CHARLESTON, W.Va. -- Shoppers are keeping hope alive for hundreds of impoverished children around the world when purchasing products at Hope Village.
The shop, full of fair trade items from almost every corner of the globe, is located at the First Presbyterian Church in Charleston. One hundred percent of proceeds benefit artisans through the Fair Trade Federation, a nonprofit trade association.
This is the 18th year the Presbyterian Church, located at the corner of Virginia Street and Leon Sullivan Way, has played host to a global market. The market was named Global Marketplace until 2012 when it was renamed Hope Village.
"The items must be fair trade in order for us to sell them," said Mary Kay Boyle, church member and director of Hope Village. "The artisans and organizations we accept products from must do something else to better the lives of children around the world."
Hope Village features products from a variety of international locations — Uganda, Palestine, India, as well as several African nations. The church partners with 8 different organizations.
African Team Ministries provides jewelry and wood carvings, many with animal themes that are made with stones native to Africa. African Team Ministries' proceeds go to churches fostering orphans and refugees.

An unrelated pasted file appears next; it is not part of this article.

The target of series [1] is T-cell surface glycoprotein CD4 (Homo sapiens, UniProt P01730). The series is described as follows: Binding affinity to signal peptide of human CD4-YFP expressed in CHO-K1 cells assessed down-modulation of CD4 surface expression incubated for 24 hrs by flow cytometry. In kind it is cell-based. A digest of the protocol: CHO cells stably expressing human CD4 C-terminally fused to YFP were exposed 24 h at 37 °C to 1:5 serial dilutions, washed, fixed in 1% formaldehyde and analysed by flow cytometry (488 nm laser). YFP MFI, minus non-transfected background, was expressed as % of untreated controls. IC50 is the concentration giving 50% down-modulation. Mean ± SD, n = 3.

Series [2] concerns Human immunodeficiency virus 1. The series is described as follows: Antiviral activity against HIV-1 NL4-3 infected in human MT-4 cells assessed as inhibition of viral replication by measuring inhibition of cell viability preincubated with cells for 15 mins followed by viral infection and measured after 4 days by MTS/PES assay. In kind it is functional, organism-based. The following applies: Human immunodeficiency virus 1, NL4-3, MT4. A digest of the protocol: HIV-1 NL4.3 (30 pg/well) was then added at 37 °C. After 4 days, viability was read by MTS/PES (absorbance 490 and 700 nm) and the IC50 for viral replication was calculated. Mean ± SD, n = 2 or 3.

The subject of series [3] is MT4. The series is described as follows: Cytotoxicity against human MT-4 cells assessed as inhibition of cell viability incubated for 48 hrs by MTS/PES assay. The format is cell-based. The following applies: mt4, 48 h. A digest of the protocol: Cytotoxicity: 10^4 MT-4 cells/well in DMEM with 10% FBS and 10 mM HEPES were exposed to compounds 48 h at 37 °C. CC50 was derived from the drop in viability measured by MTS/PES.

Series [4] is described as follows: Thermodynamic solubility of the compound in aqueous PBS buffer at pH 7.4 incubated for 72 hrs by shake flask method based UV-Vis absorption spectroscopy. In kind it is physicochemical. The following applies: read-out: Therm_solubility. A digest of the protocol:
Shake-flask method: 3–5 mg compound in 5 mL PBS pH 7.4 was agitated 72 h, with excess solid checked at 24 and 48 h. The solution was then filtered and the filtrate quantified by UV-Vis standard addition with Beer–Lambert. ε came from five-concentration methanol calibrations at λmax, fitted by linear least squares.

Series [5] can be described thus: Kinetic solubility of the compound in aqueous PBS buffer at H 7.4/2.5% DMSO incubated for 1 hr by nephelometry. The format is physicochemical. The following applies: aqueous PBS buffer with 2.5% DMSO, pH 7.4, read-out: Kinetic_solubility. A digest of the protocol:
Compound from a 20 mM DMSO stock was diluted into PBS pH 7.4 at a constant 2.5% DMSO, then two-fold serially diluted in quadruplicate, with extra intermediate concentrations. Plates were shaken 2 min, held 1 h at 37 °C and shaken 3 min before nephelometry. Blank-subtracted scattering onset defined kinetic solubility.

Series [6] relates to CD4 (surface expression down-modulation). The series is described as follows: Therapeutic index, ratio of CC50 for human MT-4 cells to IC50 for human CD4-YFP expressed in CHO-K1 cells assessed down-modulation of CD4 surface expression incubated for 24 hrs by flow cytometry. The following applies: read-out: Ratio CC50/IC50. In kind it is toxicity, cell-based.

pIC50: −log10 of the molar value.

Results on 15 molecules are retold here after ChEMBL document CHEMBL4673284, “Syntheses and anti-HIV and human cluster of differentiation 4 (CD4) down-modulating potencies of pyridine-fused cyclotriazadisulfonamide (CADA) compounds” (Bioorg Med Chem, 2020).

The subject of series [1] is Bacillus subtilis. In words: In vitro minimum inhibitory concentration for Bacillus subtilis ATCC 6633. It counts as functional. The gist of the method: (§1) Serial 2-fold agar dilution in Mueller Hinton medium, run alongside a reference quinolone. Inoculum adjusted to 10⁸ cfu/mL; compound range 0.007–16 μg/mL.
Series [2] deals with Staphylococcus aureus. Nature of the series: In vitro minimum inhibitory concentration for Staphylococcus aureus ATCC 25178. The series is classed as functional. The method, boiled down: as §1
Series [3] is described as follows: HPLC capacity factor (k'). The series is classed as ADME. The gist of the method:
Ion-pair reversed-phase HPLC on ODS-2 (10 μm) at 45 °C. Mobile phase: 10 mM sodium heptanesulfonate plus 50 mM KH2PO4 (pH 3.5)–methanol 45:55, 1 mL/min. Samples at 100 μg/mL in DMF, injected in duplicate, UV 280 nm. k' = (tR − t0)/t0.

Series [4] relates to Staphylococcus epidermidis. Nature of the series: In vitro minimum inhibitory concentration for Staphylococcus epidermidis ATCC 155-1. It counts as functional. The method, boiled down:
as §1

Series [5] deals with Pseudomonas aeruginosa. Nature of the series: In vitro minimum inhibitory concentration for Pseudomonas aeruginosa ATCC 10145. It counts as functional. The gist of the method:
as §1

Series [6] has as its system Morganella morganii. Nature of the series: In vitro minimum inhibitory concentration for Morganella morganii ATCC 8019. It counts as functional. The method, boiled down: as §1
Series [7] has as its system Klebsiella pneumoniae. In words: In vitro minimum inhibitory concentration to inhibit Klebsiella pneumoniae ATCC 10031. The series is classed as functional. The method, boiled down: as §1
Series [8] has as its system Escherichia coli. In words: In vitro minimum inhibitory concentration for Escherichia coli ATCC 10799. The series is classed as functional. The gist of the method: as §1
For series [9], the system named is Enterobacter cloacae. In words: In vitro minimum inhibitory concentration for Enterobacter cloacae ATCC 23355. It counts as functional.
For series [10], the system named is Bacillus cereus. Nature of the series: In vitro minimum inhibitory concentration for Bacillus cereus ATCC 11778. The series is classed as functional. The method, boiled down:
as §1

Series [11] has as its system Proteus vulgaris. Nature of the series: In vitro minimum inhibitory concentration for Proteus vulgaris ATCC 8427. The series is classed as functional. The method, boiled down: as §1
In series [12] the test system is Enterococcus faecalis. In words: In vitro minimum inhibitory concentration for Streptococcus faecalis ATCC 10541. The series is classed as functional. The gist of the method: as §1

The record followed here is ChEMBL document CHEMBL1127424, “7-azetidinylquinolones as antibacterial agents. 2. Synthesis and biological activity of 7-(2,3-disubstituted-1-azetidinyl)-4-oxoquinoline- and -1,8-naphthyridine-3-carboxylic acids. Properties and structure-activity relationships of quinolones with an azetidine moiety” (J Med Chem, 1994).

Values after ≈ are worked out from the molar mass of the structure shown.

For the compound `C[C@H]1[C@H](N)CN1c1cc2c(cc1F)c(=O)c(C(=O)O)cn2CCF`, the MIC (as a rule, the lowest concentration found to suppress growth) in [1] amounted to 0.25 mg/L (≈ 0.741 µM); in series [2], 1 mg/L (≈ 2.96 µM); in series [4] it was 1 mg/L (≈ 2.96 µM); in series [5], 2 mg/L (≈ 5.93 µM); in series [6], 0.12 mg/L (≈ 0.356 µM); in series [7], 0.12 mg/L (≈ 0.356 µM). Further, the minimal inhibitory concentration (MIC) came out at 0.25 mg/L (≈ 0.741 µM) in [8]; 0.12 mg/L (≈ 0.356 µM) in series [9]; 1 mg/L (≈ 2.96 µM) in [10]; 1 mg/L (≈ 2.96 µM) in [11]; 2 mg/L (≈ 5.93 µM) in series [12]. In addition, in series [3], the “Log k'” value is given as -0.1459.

Baskets of Africa provides baskets woven by African craftspeople. The organization promotes weavers from many African nations in order to help the weavers with economic development.
"We are blessed to have these baskets," Boyle said. "The man who began the organization lived and worked in Africa for years. He does incredible work and these baskets are absolutely beautiful."
Dorcas Widows provides jewelry to Hope Village. The ministry is based in Uganda and is composed of widows who care for more than 400 orphaned children. This support group helps widows with income-generating activities, emergency rent, food and health care, as well as emotional and spiritual support.
Pal Craft Aid is located in Palestine and contributes needlework on scarves, shawls and purses. Olive wood crosses, sculptures and nativity sets are also provided by the nonprofit that assist in acquiring an education for deaf children, food and medical care to the elderly.
Global Mamas' products provide dignity to African women who are now able to earn a living through the production of handmade batik apparel and accessories, beads, jewelry, skin care products and recycled accessories.
Zatoun assists farmers in Palestine through the Palestine Fair Trade Association. The organization produces olive oil, which is made from top grade, organically grown olives. Zatoun has been able to plant almost 28,000 olive trees in the West Bank. Also available is the spice mix Za'atar.
"I had the pleasure to travel to Palestine a few years ago and help pick olives for Zatoun," Boyle said. "The olive oil we have is this year's crop and Zatoun means olive in Arabic."
Boyle said she sticks the bottles of olive oil into a hand-woven bag, which is a product of MayaWorks.